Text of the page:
Wake up.

Print out the teams’ rosters.

Look up scores and re-caps from their last three games.

Review every preview story, then every game day stories.

Research players’ histories. Scores and stats. Line-ups and subs.

Find out anything and everything that a TV viewer might want to know about the upcoming game. Then condense it into something understandable in 10 seconds or VERN UYETAKE - John Strong has come a long way since he founded and co-anchored Laker Broadcasting, a student-run online sports program at Lake Oswego High School.

From your spot on the couch, the job of a sports announcer might seem easy — but that’s only because John Strong works so hard to get it right.

Strong is a play-by-play broadcaster and NBC’s lead voice for Major League Soccer. Occasionally he has time to think about things other than sports, but it’s not easy.

“I don’t have an office,” Strong said. “On any given week, I’m leaving on a Thursday, flying home on a Sunday. There’s really no typical hours. There is no typical day.”

Does the average sports fan realize how many hours of preparation a two-hour game requires? Strong doesn’t care; he’s too busy working.

It’s already paid off.

Earlier this year, Strong, 28, got his dream job with NBC. But if you’re a dedicated fan of Laker football (or dedicated foe) you should already recognize Strong’s voice.

Strong got his start in the fall of 2002, when — as a senior at Lake Oswego High School — he founded and co-anchored Laker Broadcasting, a student-run online sports program.

Strong had spent his summer looking for internships and traditional broadcasting opportunities. When he came up empty, he decided to create his own.

With the help of a friend, Strong set up a website that would let them broadcast an Internet radio feed — live — from the stands of LOHS.

But first they needed to ask permission.

“The (school administration) had no idea what we were talking about,” Strong said.

As Strong remembers it, web streaming was a new technology back then. Live feeds — either video or voice — were unheard of, and podcasting was just catching on.

“Later, (then-LOHS Principal) Bruce Plato admitted to my mom that he finally said ‘yes’ because he figured we wouldn’t do anything with it,” Strong said.

They secured a little money from the PTA, and got permission to share box seating with Superintendent Bill Korach.

They even had their own URL to distribute — a long one. Now they only needed something to talk about.

“You’re trying to communicate a sometimes complex thought really, really quickly,” Strong said.

“The viewer can’t go back and reread the last sentence if they didn’t figure it out the first time. You only have one chance.”

Strong remembers that first year as a mix of technical difficulties and on-the-air awkwardness — yielding what he described as “hilariously low quality” audio recordings.

During their first game, a second-half injury to the other team’s quarterback forced Strong and his co-anchor to stall for more than 30 minutes.

He doesn’t remember it as being the most polished impromptu analysis ever. But he has the same attitude toward errors then as he does now.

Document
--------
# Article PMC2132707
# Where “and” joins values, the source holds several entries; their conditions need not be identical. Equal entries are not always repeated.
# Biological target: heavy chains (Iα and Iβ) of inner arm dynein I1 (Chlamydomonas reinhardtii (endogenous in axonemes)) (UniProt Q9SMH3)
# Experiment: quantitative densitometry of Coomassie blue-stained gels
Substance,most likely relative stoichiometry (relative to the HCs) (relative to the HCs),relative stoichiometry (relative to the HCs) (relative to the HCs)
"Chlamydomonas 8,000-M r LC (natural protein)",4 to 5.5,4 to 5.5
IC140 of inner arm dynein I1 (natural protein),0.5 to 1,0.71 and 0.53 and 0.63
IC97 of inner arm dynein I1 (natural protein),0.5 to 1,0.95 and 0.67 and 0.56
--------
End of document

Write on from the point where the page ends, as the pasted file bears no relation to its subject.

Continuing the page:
“You identify mistakes, and you work to correct them,” Strong said. “Remember that when something happens, it’s off to Pluto. It’s an electronic wave that just disappears.”

The experience — bumps, stutters and the occasional feedback screech aside — gave him the sort of preparation he couldn’t find anywhere else.

Korach said he remembers Strong as a “very personable, great kid.” Strong’s creation, Laker Broadcasting, offers a lifeline to the local games fans can’t attend and provides career experience for the students — one of whom went on to work at PBS, Korach added.

“What John Strong started has really lived on in a very significant way for kids,” he said.

Laker Broadcasting was Strong’s start as a play-by-play announcer — but he was far from finished.

After majoring in journalism at the University of Oregon, Strong started working full-time for KXL radio. The station re-branded as 750 AM “The Game” during Strong’s employment.

Later, Strong served as a play-by-play announcer for the Portland Timbers. It was his largest audience yet, but that didn’t scare him. He was — and is — always studying his competition.

“I’m terrible to watch a game with,” Strong said. “I don’t want to have a conversation. I don’t want to talk to you. I only want to listen to the announcers.”

Even as his career flourished, Strong still checked on Laker Broadcasting’s growth, offering advice, mentorship and occasional career opportunities to interested students.

Samantha Saldivar, another Lake Oswego High School alum and Laker Broadcasting grad, provided Friday night LOHS football updates for Strong during his time at KXL.

“John is someone I think I’ll always look up to no matter what point in my career I’m at,” Saldivar said. “There aren’t many people in the broadcasting industry who stop and remember that they used to be the little guy, too. John does.”

Today, Saldivar works as a broadcaster for KWVA 88.1 FM Eugene and as a writer for Oregon Sports News.

As for Strong, his journalistic achievements mirror the success and longevity of the high school journalism program he founded.

Today, Laker Broadcasting — which now boasts both radio and live video feeds of LOHS sporting events, multiple cameras, and possibly sadly, a bit more adult supervision — is still going strong.

— Reporter Jillian Daley contributed to this story.

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